When did you first hear David Sedaris? Normally in the case of a writer, let alone one of the most famous and successful writers alive, the question would be when you first read him, but Sedaris’ writing voice has never really existed apart from his actual voice. He first became famous in 1992 when National Public Radio aired his reading of the “Santaland Diaries,” a piece literally constructed from diaries kept while he worked in Santaland, the Christmas village at Macy’s, as an elf. Though that break illustrates the importance of what we might call two pillars of Sedaris’ writing process, nobody in his enormous fanbase-to-be gave it much thought at the time — they just wanted to hear more of his hilarious storytelling.
A quarter-century later, Sedaris has released more diaries — many more diaries — to his adoring public in the form of Theft by Finding, a hefty volume of selected entries written between 1977 and 2002. They give additional insight into not just the events and characters involved in the personal essays compiled in bestselling books like Naked, Me Talk Pretty One Day, and Dress Your Family in Corduroy and Denim, but also into his writing process itself. “A woman on All Things Considered wrote a book of advice called If You Want to Write and mentioned the importance of keeping a diary,” a 26-year-old Sedaris writes in an entry from 1983. “After a while you’d stop being forced and pretentious and become honest and unafraid of your thoughts.”
Obviously he didn’t need that advice at the time, since even then keeping a diary had already become the first pillar of the David Sedaris writing process. “I started writing one afternoon when I was twenty, and ever since then I have written every day,” he once told the New Yorker, also a publisher of his stories. “At first I had to force myself. Then it became part of my identity, and I did it without thinking.” Most of what he writes in his diary each and every morning he describes as “just whining,” but “every so often there’ll be something I can use later: a joke, a description, a quote.”
The entries later cohere, along with other ideas and experiences, into his widely read stories. One such piece began, Sedaris told Fast Company’s Kristin Hohenadel, as “a diary entry from a trip to Amsterdam. He met a college kid who told him he’d learned that the first person to reach the age of 200 had already been born.” Then, Sedaris said, “I speculated that the first person to reach the age of 200 would be my father. And then I attached it to something else that had been in my diary, that all my dad talks about is me getting a colonoscopy. So I connected the 200-year-old man to my father wanting me to get a colonoscopy, and that became the story.”
Only connect, as E.M. Forster said, but you do need material to connect in the first place. Hence the second pillar of the process: carrying a notebook. To the Missouri Review Sedaris described himself as less funny than observant, adding that “everybody’s got an eye for something. The only difference is that I carry around a notebook in my front pocket. I write everything down, and it helps me recall things,” especially for later inclusion in his diary. When he publicly opened his notebook at the request of a redditor while doing an AMA a few years ago, he found the words, “Illegal metal sharks… white skin classy… driver’s name is free Time… rats eat coconuts… beautiful place city, not beautiful…”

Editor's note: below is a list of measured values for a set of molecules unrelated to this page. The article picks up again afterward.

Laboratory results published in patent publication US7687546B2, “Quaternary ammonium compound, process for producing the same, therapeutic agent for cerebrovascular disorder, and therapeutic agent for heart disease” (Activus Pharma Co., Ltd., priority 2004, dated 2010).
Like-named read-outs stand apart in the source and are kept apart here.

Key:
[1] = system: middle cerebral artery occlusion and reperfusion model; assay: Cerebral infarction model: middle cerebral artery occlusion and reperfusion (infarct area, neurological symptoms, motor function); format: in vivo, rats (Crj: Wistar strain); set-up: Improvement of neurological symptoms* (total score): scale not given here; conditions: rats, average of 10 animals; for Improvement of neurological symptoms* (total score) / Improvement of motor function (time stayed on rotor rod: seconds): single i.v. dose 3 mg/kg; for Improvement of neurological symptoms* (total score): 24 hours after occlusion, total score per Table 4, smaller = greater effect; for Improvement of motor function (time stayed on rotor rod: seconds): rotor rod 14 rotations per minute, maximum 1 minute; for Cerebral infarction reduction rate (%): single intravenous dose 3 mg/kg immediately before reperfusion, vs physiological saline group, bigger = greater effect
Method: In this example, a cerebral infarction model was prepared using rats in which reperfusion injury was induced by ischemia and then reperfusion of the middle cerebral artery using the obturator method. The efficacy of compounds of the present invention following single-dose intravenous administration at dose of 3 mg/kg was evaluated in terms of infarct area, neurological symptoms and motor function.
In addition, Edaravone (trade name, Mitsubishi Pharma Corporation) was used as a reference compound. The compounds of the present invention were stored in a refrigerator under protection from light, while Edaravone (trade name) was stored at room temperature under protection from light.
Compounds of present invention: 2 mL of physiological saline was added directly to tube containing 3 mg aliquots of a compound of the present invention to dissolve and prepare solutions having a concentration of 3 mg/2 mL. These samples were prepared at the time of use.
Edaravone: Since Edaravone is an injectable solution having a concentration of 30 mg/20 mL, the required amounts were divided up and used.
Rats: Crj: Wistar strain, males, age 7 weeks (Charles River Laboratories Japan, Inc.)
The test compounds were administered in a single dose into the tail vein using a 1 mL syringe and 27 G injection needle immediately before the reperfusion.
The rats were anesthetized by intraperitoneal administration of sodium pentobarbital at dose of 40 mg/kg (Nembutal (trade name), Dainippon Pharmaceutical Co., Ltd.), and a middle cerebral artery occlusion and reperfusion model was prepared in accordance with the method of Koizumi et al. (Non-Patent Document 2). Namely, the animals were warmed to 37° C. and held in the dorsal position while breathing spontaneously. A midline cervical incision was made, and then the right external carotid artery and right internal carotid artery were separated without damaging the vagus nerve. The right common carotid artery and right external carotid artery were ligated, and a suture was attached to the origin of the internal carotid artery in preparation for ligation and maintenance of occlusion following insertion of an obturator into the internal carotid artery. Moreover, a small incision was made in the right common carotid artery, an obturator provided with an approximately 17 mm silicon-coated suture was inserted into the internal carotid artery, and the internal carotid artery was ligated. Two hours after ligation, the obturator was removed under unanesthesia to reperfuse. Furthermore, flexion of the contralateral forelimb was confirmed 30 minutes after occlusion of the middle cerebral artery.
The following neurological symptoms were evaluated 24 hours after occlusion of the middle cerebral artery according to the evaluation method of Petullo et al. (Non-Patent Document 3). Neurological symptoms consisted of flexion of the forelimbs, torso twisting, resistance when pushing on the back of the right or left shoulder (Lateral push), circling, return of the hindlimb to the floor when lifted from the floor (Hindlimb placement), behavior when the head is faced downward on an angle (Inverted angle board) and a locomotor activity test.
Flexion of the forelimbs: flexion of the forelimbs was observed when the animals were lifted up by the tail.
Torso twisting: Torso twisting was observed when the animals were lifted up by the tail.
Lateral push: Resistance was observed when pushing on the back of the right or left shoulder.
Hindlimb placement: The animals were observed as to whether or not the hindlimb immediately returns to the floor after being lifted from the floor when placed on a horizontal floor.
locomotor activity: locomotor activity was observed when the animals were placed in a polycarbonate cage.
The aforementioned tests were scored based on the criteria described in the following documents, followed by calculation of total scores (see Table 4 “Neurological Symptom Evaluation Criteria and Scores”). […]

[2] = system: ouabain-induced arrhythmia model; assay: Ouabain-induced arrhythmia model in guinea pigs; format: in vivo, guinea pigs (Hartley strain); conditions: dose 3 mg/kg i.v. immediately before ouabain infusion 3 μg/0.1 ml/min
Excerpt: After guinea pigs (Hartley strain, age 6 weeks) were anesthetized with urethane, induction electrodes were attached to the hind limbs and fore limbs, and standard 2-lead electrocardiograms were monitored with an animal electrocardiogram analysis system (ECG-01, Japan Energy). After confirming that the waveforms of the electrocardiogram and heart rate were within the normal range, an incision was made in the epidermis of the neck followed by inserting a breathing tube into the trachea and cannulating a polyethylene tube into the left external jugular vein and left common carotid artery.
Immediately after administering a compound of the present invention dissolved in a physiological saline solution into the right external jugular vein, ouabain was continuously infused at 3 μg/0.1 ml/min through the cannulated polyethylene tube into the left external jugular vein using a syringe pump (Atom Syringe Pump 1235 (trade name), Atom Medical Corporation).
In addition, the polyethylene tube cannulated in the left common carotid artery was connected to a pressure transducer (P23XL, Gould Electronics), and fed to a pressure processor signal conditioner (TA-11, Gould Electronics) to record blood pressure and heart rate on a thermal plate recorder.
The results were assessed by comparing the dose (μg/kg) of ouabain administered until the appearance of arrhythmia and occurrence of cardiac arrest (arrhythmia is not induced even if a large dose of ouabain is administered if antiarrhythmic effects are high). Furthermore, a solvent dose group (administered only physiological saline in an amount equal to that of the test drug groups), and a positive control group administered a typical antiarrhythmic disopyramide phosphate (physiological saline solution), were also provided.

These cryptic lines, he explained, were “notes I wrote in the Mekong delta a few weeks ago. A Vietnamese woman was giving me a little tour, and this is what I jotted down in my notebook.” For instance, “I was asking about all the women whom I saw on motor scooters wearing opera gloves, and masks that covered everything but their eyes. And the driver told me they were trying to keep their skin white, because it’s just classier. Tan skin means you’re a farmer. So that’s something I remembered from our conversation, so when I transcribe my notebook into my diary, I added all of that.” And one day his readers may well see this fragment of life that caught his attention appear again, but as part of a coherent, polished narrative whole.
The better part of that polishing happens through the practice of reading, and revising, in front of an audience. “During his biannual multicity lecture tours, Sedaris says he routinely notices imperfections in the text simply through the act of reading aloud to other people,” writes Hohenadel. “He circles accidental rhymes or closely repeated words, or words that sound alike — like night and nightlife — in the same sentence, rewriting after each reading and trying out revisions during the next stop on his tour.” When a passage gets laughs from the audience, he pencils in a check mark beside it; when one gets coughs (which he likens to “a hammer driving a nail into your coffin”), he draws a skull. “On the page it seems like I’m trying too hard, and that’s one of the things I can usually catch when I’m reading out loud,” he says, whether his writing “sounds a little too obvious” or “like somebody who’s just straining for a laugh.”
Based in Seoul, Colin Marshall writes and broadcasts on cities and culture. He’s at work on the book The Stateless City: a Walk through 21st-Century Los Angeles, the video series The City in Cinema, the crowdfunded journalism project Where Is the City of the Future?, and the Los Angeles Review of Books’ Korea Blog. Follow him on Twitter at @colinmarshall or on Facebook.